Productivity Tip: Everything You Need to Know About Pistons

Many people say they know what a piston does, but how many of them understand the many different types of pistons, their functionality, and how to keep them operating at peak productivity?

Fret not, this week’s tip answers all these questions and more to help engine and compressor operators maximize the performance of their machines.

What is a piston?

A piston in a compressor, pump, or internal combustion engine is the moving component contained within a cylinder. It is designed to transfer the force provided by expanding gas transferring linear motion to circular motion. To accomplish this, it is connected to the crankshaft by a wrist pin and piston rod.

Pistons were originally cast from iron, but today they are mostly cast from aluminum alloys containing about 85% aluminum.

Types of pistons

Most of us are familiar with the pistons in an automotive engine. They are connected to the crankshaft by a one-piece connecting rod. However, there are other designs that are necessary to accommodate larger engine arrangements.

One such design is a “crosshead” piston, which contains a two-piece connecting rod, where crosshead bearings and guides facilitate motion. Though larger in size, the crosshead piston’s function is identical to that of pistons in small automotive engines. You may find these in large stationary engines and compressors, often used to either generate electricity or transmit natural gas up a pipeline. There are other types of piston designs, such as trunk, slipper and deflector pistons – none of which are covered here as they are less common.



As the piston moves up and down, sealing is provided by the piston rings, which fit into a circumferential groove on the piston.   In an engine, the piston:

  • Provides the vacuum needed to facilitate the introduction of the air/fuel mix into the cylinder
  • Compresses the gases
  • Transfers power to the crankshaft and
  • Pushes spent gases out of cylinder


Typically, there are 2 to 3 rings on a piston. The top two rings provide compression, while the bottom ring is used for oil control. Most rings are of tapered design cast from iron, and they are coated with chrome and/or nitrided to reduce wear.

Lubrication fundamentals

Lubricant is needed for the interface of the cylinder, piston rings, and piston grooves. Lubrication is provided by the oil in the crankcase, typically delivered by crankshaft splash or by pressurized assist (in larger engines). Pressurized assist is particularly prevalent in two-piece rod designs, where the crosshead and slide need to be lubricated.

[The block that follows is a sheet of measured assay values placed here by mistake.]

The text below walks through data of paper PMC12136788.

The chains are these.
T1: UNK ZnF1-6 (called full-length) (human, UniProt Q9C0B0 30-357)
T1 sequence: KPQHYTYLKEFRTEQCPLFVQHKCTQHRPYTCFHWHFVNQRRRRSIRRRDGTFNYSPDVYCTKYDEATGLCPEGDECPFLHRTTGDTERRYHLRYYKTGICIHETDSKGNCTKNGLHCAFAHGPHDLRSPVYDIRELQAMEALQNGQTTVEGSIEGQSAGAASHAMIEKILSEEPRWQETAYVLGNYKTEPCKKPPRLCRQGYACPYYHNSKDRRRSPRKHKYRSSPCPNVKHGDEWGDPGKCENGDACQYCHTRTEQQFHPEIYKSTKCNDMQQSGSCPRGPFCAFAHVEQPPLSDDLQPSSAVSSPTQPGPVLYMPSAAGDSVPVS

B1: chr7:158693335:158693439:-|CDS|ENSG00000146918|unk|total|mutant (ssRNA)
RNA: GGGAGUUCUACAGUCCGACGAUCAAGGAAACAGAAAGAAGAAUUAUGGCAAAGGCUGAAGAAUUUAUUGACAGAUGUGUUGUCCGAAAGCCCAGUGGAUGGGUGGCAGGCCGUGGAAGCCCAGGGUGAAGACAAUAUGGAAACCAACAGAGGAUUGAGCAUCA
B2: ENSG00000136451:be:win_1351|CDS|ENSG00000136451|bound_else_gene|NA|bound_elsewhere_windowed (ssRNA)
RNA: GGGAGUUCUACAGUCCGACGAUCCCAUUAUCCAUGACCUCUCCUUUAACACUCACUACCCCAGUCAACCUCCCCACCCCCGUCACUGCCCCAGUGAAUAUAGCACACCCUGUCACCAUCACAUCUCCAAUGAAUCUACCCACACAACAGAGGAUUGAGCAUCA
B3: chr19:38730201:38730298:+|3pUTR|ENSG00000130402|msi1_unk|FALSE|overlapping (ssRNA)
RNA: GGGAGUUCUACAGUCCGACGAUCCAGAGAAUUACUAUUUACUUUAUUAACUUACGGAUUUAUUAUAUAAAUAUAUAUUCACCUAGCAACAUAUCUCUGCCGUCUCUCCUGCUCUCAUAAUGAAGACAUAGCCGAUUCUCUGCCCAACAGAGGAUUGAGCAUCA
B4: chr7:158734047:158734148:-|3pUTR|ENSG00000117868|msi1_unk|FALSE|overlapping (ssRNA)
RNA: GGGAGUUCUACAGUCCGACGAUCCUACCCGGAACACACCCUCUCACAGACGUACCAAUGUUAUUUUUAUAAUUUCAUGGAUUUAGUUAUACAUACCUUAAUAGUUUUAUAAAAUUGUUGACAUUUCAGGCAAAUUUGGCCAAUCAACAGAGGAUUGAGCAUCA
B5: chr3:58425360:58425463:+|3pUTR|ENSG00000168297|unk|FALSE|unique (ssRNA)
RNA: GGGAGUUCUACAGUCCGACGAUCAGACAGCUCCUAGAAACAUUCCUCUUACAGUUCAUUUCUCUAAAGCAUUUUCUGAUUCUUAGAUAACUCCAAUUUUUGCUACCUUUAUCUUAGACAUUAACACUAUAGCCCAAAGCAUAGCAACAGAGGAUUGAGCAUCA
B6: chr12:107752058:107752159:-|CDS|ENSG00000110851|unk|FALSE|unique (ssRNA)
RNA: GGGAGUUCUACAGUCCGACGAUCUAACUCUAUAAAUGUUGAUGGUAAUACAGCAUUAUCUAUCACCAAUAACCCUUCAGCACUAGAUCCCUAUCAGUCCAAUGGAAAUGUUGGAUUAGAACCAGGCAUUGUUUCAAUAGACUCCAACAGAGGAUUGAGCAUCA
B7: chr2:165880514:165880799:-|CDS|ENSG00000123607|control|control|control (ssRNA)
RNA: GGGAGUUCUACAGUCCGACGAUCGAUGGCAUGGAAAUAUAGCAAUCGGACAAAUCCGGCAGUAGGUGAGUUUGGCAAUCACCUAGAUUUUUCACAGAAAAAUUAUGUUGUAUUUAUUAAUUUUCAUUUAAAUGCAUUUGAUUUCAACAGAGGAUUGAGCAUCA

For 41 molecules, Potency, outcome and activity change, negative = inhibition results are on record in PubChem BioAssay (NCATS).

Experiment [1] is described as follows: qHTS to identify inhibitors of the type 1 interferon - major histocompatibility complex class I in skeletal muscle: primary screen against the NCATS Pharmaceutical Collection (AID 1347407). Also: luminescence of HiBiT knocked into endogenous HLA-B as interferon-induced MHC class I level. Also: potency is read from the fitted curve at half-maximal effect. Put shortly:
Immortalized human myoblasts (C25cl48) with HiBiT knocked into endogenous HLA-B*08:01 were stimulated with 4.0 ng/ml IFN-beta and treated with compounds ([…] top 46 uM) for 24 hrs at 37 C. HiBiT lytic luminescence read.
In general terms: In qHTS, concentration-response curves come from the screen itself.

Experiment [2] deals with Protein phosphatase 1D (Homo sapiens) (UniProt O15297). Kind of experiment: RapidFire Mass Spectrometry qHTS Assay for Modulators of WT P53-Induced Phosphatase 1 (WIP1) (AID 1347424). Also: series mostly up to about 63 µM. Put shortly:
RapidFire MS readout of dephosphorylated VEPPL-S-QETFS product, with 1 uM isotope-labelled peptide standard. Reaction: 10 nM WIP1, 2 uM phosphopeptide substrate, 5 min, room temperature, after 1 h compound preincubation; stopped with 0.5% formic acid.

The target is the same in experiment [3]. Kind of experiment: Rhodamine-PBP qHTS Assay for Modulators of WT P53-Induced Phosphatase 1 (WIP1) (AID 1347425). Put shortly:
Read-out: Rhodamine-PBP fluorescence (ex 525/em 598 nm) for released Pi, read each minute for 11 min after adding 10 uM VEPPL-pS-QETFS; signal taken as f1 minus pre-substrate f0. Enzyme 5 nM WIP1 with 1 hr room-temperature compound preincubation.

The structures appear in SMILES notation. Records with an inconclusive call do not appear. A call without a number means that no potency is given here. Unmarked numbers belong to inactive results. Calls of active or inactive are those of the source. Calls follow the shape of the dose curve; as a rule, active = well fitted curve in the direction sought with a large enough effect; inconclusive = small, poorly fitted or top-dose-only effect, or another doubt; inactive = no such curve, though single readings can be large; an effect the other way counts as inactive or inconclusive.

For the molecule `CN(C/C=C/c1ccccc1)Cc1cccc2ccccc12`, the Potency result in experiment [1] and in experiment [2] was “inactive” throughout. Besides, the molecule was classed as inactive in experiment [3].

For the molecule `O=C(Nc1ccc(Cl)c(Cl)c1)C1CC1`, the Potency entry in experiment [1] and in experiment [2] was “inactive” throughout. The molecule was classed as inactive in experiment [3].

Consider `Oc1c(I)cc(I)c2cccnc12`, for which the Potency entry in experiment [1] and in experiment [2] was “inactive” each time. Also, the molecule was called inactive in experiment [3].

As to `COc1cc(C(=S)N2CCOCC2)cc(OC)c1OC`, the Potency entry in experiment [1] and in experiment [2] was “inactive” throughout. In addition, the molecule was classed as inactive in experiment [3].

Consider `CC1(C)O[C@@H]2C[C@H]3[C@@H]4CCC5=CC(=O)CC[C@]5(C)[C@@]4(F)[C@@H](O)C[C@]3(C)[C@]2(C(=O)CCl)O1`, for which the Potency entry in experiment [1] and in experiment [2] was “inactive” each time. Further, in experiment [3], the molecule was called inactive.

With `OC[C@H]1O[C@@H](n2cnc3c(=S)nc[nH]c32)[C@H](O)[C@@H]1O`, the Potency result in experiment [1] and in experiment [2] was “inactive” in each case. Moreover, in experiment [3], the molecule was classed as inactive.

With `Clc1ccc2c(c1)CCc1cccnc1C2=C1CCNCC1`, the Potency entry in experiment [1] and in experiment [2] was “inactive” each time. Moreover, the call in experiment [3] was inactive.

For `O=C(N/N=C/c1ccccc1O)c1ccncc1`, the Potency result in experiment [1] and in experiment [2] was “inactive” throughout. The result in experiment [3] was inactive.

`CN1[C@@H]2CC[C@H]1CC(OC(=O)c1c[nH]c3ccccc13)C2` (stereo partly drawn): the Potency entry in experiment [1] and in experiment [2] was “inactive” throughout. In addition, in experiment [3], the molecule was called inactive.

Piston interface contact is largely sliding, with the lubricant providing an oil wedge under a hydrodynamic regime. This wedge is stressed by the oscillation of the rings and the higher loads encountered at the piston turn around areas, which may disrupt the lubricant film.

To provide proper lubrication, an oil is needed that furnishes the proper viscosity under the given loads (VI Improved), is able to withstand heat (anti-oxidation additives), and fortified to reduce the wear effects (anti-wear additives) caused by sliding friction.

I hope this week’s tip helped provide some more detail around piston performance and maintenance, but if you have any further questions or comments, don’t hesitate to reach out!

  • what is cause of wear in rings of piston ? unsuitable lubricant ?

  • Piston ring wear has many causes, but that said it does not occur that often.  Some causes:

    1.  Loss of lubricant film.

    2.  Contaminant getting behind the rings preventing them from rotatings or flexing.

    3.  Improper installation keeping the rings from rotating, expanding, etc.

    4.  Deposits on the rings preventing free movement.

    I am sure there are more, but that is a good start.

  • Теперь я знаю немного больше о двигателях.Благодарю Рик.